Crane Spotter: A ‘Woodsand’ – in the woods and field

Among a crowd of elephants and hippos at a watering hole somewhere in Africa right now is an elegant little wader picking its way carefully through a forest of hefty feet and hooves.

The mammals will have their own travels to contend with if their marshy oasis dries up but the journey of this thrush-sized bird accompanying them is even more impressive.

It is using its long bill to probe for worms, crustaceans and aquatic invertebrates in the muddy shallows. Soon it will have put on enough fat to power it for a non-stop flight north of up to 2,790 miles.

This Wood Sandpiper – affectionately known as a ‘Woodsand’, is on a mission that will take it from as far away as South Africa to breed in the boreal forests, coniferous woods and tundra that stretch east from Scandinavia to Kamchatka.

A flock of Wood Sandpipers feeding

Some birds use England as a stepping stone in the late Spring before they move on and they invariably attract the birder brigade to make a special effort to see them because they are scarce, in fine summer plumage, and with us all too briefly.

Few are seen in Surrey each year, either on their outward or returning journeys, and the handful that do often only stay for a day. 

So I’d never held out much hope of finding one in Cranleigh – especially as we don’t have any ideal habitat and the only one ever recorded here was way back in 1859 when it was ‘taken’ and stuffed for a taxidermist’s personal collection.

In late April last year though there were a number of sightings in West Sussex and a friend tipped me off about a gathering the previous day of as many as five Wood Sandpipers at RSPB Pulborough. But now they had gone.

It got me thinking. If I was a Wood Sandpiper heading north from there, where might I pass over? Cranleigh. And I knew just the place that might entice one of them, or another individual, down to land. It was a large temporary puddle in a field that had already come up trumps with a variety of other waders in the preceding weeks.

Wood Sandpiper (Tringa glareola)

Fat chance, I thought, but if you don’t take your chances then what is missed will always remain a mystery. So I set off after Sunday lunch out of a sense of duty more than anything else and really not expecting to connect with anything unusual.

As I approached the pool I scanned with my binoculars to check what was around. There were just half a dozen Lapwings, four Black-headed Gulls and a Lesser Black-backed Gull.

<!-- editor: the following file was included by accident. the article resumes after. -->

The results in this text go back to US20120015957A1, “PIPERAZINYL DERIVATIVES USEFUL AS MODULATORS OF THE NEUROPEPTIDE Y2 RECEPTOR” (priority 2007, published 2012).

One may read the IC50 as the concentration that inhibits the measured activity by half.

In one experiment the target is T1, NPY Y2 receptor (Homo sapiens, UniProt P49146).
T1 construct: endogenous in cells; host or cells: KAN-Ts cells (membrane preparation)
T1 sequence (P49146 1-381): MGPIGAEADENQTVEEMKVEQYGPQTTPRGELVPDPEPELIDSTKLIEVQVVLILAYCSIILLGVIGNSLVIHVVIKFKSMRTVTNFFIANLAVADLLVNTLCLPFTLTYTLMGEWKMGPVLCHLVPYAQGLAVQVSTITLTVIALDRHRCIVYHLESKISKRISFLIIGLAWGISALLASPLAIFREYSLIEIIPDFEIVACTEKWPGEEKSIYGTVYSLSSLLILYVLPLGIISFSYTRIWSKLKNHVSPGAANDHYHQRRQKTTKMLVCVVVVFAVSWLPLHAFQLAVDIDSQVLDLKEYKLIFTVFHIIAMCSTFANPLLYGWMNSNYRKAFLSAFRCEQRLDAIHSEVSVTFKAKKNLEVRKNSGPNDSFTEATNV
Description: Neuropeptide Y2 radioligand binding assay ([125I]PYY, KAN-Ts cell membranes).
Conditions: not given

Then among a few birds in the water I suddenly saw another wader which I initially dismissed as a Green Sandpiper, a scarce Cranleigh bird in itself that had been in the vicinity the previous week..

But closer inspection through my telescope revealed it was even more interesting. The trouble was it kept disappearing behind clumps of grass.

Over the next two hours I was able to go through the salient features and build up the following picture. It had long yellow legs, a dainty gait, and a white supercilium stretching back beyond its eye to the back of its head, giving it a capped appearance.

The long bill was ever so slightly upturned, there were dark markings on the flanks, a white belly, and fine grey vertical streaking on the neck, nearly forming a breast band but broken by white in the centre.

Its back showed spangled white and brown markings with a glint of ginger in the sun. When it briefly flew it revealed a white rump and toes projecting from blackish banding on the tail.

Yes folks! It truly was a ‘Woodsand’, and what a beautiful one. Apparently the first here for 164 years and the 162nd bird species I have encountered in the village.

What a bit of luck! I was elated, of course, and did a Jurgen Klopp style fist pump as I uttered a big ‘Yes!!’ (but not too loudly).

I have found it often true that with birding, as in other aspects of life, we can make our own luck by being optimistic, following up on a hunch and always being willing to give the seemingly impossible a go.

Next day the puddle had noticeably diminished in size but the Wood Sandpiper did stay for an encore before bowing out and moving on.

X (formerly Twitter) – @Crane_Spotter

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